Classy music-making from Juanjo Mena, Benedetto Lupo, Baltimore Symphony

When you hear the Baltimore Symphony Orchestra play with the kind of fire it demonstrated Friday night, there's no debating that the musicians deserve the salary increases that have eluded them over the past decade because of assorted financial setbacks in the organization.

This week's news of a deficit from last season that could exceed $750,000 must have the players suspecting that raises will once again be hard to come by when another contract is negotiated next year.

With luck and fresh energy, things may well look rosier by then, but right now, the cloud over Meyerhoff Hall has to affect morale onstage. Not that it could be detected Friday.

The orchestra, led by one its favorite guest conductors, Juanjo Mena, gave a roof-rattling account of Tchaikovsky's Symphony No. 4 that ranks among the most visceral experiences I can recall in that place in some time.

The strings summoned a deep, rich tone for each lyrical theme, and proved fearless and crisp in the opening whirlwind of the finale, which Mena took at a wonderfully maniacal clip. Note too the sensitivity to dynamics from these players in the pizzicato third movement.

Lots of expressive molding came from the woodwinds, and waves of power from the brass (a few raw notes proved less problematic in such an intense performance).

Mena's role in all of this excitement was considerable. The Spanish conductor managed ...

to make an over-exposed piece sound freshly compelling, often with subtle touches of phrasing and, in the last movement, with an intriguing way of cutting out the usual breathing room before the start of the second theme.

The Tchaikovsky item was not the only memorable achievement. Bartok's Piano Concerto No. 3 also delivered intense rewards.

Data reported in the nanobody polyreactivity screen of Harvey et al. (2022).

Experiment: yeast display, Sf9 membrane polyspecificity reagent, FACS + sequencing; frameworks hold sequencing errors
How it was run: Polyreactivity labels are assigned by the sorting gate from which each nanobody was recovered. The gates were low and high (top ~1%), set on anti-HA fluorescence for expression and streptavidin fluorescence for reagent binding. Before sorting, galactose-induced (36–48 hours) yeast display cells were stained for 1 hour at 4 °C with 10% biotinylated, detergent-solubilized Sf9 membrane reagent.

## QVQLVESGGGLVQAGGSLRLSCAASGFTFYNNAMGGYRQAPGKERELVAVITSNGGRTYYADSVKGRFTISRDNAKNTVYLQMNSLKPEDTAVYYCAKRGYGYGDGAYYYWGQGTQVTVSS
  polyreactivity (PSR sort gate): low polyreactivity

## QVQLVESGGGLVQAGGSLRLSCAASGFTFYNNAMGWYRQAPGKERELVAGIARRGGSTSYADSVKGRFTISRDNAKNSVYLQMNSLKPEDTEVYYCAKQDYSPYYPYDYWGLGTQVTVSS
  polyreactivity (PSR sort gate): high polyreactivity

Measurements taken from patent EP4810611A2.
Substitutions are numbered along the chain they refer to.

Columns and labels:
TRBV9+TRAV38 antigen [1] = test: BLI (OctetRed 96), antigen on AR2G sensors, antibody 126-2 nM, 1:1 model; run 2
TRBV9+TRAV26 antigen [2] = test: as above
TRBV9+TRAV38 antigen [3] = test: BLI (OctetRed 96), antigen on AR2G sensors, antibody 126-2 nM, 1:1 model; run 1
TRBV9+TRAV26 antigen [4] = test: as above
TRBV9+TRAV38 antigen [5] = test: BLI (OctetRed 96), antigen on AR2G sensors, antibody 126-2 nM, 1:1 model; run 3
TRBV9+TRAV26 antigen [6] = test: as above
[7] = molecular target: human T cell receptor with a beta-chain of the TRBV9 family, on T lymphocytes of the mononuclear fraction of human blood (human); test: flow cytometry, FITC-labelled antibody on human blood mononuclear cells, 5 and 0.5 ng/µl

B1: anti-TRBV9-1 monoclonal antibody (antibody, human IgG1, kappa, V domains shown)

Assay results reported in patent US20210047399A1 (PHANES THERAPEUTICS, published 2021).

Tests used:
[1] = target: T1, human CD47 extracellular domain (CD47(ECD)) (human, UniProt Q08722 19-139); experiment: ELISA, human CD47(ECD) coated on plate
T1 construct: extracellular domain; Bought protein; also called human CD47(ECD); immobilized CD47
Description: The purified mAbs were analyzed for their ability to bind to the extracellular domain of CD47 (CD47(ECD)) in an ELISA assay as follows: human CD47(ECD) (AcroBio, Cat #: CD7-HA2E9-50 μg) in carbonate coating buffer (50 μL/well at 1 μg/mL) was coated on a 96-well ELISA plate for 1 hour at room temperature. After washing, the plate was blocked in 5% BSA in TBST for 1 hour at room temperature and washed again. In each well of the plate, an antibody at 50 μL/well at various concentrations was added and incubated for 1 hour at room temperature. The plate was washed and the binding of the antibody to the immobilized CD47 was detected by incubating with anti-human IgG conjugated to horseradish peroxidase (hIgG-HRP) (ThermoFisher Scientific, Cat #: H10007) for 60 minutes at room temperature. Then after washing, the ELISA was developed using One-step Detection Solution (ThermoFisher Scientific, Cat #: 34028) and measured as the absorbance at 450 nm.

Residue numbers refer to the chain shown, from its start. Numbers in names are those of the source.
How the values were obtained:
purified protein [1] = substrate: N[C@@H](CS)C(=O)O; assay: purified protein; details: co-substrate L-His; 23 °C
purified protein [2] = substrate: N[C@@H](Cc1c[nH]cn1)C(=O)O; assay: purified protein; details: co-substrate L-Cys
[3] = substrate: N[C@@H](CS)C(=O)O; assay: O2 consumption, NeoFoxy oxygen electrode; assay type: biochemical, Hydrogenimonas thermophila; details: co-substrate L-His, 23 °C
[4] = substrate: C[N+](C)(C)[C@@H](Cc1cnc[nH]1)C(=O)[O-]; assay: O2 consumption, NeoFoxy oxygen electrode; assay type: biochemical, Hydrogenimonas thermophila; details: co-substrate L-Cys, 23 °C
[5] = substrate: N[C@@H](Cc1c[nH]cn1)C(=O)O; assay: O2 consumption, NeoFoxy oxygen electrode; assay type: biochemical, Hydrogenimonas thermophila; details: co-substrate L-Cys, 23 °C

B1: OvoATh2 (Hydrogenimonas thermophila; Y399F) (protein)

The soloist was the excellent Benedetto Lupo, making his BSO debut. It has been a long while since I heard the Italian pianist, who took the bronze at the 1989 Van Cliburn Competition.

The qualities I admired back in the 1990s were very much in evidence Friday -- unfailing beauty of tone matched with solid technique and refined musicality.

Lupo brought clarity of articulation and piquant phrasing to the outer movements, and achieved poetic warmth in the richly atmospheric Adagio (unfortunately, members of the audience went in for a bout of competitive coughing at this point in the concerto).

Throughout, the pianist enjoyed attentive support from Mena and finely detailed playing from the BSO, which seemed to relish the piquant harmonies of this brilliantly constructed score.

The program opened with three of Dvorak's Slavonic Dances from Op. 72. There was sufficient character and rhythmic life, but also some ragged playing and thick textures. A minor disappointment, though, in an otherwise first-rate night of music-making.

Tim Smith, Baltimore Sun
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